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Nick Adams was the first American star to go to Japan to appear in Japanese films that would get significant distribution in the U.S. He made three films there and I wrote about his first, FRANKENSTEIN CONQUERS THE WORLD (1965), here on July 8, 2013. His second was GODZILLA VS. MONSTER ZERO (1965), as the film is widely known today, although its original U.S. title was MONSTER ZERO and its official English title, as decreed by Toho Pictures, was INVASION OF ASTRO-MONSTER. (The original Japanese title, KAIJU DAISENSO, is translated as THE GREAT MONSTER WAR. KAIJU DAISENSO remains the best-sounding and most dramatic title.) Americans had appeared in two earlier Godzilla films, but only in scenes added to the re-edited versions shown in the U.S., most notably GODZILLA, KING OF THE MONSTERS (1956), in which scenes of Raymond Burr, as American reporter Steve Martin, were newly written and shot for the American release version two years after its original release in Japan under the title, GOJIRA (1954). The other one was KING KONG VS. GODZILLA (1963), in which a few scenes with American character actors were added to the U.S. release version. Adams was a co-star of MONSTER ZERO right from the start, in both its Japanese-language and English-dubbed versions. Adams’ third film in Japan, THE KILLING BOTTLE (1967), is a detective film that was never released in the U.S. although it was, according to IMDB, dubbed into English.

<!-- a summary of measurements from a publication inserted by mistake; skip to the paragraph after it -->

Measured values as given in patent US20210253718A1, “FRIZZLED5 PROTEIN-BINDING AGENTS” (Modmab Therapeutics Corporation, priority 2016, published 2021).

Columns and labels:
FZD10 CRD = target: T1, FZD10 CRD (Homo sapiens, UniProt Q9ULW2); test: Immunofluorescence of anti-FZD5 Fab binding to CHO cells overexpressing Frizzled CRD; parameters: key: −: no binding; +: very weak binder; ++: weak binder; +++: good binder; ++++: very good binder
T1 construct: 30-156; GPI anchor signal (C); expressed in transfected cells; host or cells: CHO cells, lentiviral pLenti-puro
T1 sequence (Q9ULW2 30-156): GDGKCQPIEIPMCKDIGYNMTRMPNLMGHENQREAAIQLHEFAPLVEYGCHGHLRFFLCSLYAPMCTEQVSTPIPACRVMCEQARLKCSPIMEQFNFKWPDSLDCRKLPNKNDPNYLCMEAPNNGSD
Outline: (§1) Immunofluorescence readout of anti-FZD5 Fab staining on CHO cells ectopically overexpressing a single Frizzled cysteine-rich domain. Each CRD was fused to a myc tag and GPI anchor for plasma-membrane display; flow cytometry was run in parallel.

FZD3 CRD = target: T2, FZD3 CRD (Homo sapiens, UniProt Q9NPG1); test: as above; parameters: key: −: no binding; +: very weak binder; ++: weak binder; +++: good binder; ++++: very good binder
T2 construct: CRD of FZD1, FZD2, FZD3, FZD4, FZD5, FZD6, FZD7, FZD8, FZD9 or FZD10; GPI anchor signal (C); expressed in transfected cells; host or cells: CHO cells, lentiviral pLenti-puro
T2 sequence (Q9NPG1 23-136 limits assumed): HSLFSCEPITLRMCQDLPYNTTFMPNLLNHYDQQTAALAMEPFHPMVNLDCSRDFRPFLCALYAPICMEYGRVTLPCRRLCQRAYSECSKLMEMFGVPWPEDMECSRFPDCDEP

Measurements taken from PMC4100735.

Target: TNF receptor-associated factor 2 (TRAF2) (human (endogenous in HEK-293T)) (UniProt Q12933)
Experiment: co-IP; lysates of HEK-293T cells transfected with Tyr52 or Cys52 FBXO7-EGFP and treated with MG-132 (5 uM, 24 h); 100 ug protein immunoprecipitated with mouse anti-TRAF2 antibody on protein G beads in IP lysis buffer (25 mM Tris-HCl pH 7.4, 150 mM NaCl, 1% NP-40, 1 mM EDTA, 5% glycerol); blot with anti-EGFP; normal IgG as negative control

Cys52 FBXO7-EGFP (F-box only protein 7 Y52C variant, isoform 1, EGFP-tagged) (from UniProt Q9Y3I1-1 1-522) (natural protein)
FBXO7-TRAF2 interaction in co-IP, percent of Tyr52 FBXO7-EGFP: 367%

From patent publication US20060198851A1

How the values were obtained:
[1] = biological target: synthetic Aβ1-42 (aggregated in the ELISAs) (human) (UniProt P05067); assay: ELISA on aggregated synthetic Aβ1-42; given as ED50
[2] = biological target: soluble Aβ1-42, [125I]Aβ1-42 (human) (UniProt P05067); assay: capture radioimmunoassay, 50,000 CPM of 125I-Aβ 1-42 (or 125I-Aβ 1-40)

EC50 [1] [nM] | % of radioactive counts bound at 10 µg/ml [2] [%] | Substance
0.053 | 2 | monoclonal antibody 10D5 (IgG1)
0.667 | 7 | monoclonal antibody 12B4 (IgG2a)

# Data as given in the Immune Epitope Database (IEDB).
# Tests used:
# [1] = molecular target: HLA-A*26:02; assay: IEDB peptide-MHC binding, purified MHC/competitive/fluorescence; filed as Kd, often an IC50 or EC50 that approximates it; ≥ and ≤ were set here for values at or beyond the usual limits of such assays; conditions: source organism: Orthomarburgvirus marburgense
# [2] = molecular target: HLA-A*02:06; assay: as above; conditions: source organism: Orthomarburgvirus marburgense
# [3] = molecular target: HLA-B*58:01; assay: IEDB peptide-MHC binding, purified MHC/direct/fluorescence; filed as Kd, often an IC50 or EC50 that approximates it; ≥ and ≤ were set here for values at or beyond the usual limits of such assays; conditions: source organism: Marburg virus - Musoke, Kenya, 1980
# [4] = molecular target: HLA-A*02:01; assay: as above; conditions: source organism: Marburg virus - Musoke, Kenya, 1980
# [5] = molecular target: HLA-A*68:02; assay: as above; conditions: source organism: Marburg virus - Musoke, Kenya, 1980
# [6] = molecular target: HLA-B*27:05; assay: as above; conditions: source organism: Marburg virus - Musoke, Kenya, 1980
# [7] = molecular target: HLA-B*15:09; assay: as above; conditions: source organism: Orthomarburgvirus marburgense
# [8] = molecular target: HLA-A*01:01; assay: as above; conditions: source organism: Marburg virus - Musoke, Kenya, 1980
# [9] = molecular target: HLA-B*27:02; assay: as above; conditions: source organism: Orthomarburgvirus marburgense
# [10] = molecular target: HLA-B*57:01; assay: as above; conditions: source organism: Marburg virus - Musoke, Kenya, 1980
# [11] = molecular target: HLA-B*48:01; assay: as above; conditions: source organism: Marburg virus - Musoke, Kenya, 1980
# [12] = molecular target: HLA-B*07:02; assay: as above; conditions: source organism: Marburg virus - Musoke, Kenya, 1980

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American Stars in Japanese Films: Nick Adams in FRANKENSTEIN CONQUERS THE WORLD (1965)